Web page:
@John J S

Yeah, I cooked a copule sous vide as well. That may well end up being a separate post. Sous vide is great for even and efficient cooking, though it does make it a little harder to sear at the end.


I use a standard half sheet pan and rack. They're cheap!


Yes, charcoal would work great for the sear. I'd pull it about 5 degrees below target temperature.

How to Trim a Whole Beef Tenderloin for Roasting

Vitamix vs. BlendTec vs. Breville: Who Makes the Best High End Blender?


Uh oh. Weird. Are you on mobile by any chance? I just figured out that on mobile the half stars don't render. I'll see if we can fix it.

Taste Test: The Best Ready-Made Chocolate Chip Cookie Dough

Hey guys!

I understand the comments about wanting to see full testing results in things like this, but it was a very conscious decision we made to feature only those products we would recommend buying. If it isn't called out as a favorite, you can infer that it simy wasn't worth buying from our perspective.

We're in the business of leading people to better, tastier food and slamming a product, especially f it comes from a small scale producer, is something we used to do because it got us more traffic (people love to see disses) but never sat quite right as all it really did was get us an our readers a few laughs at the others' expense.

Anyhow, a couple of you did make some good points about the GF and vegan cookies and it's definitely our oversight to my at least comment on them in the results.

I don't have the actual data with me, but for what it's worth, the vegan cookie dough from Hampton Creek would've blown away any of these the largely inedible ones we tasted in this test. As for the gluten free, I believe Immaculate was the best option.

Vitamix vs. BlendTec vs. Breville: Who Makes the Best High End Blender?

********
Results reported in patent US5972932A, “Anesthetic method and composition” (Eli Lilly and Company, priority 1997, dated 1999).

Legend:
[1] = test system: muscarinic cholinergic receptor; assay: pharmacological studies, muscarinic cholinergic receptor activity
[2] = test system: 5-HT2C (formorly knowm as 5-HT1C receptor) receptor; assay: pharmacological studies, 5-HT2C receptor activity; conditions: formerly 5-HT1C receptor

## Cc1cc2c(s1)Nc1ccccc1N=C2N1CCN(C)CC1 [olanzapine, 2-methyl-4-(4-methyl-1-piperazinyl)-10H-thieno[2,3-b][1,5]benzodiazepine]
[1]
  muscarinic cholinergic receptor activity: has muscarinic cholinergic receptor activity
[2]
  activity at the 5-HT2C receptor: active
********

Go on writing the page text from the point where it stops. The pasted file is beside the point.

Try refreshing your browser's cache. The stars are all out of four!

The Food Lab's Definitive Guide to Buying and Cooking Hams


It's somewhere in between a city ham and raw prosciutto. Definitely dryer than a city ham and saltier, but with a much more intense hammy flavor.


I've had excellent hams from Harry & David as well a crazy good (and crazy expensive) one from Snake River Farms.


Follow this recipe!

Vitamix vs. BlendTec vs. Breville: Who Makes the Best High End Blender?


I didn't include it in these specific rounds of testing, but I owned both a Thermomix and a Vitamix for many years and compared them side by side. As far as pure blending power goes, the Thermomix doesn't compare. It has far too wide a base to blend efficiently. That said, as an all-in-one chopper/cooker/blender/scale appliance, it can't be beat. It doesn't beat any item individually, but for a small kitchen it's ideal.


I use the immersion blender 90% of the time, but for those times you want really smooth soup or are making a smoothie, that's when you bring out the big guns.


Those smoothie cups are convenient for sure, so if you make a ton of smoothies, the ninja could work out for you. That said, the smoothies they produced were not anywhere remotely close to as smooth as what you get from any of the three blenders shown here. The Ninja also has a very short warranty, which doesn't instill confidence in its wuality.


That's interesting. I've only ever seen Vitamix's in restaurants. Maybe it's a regional thing or a particular type of restaurant uses one over the other.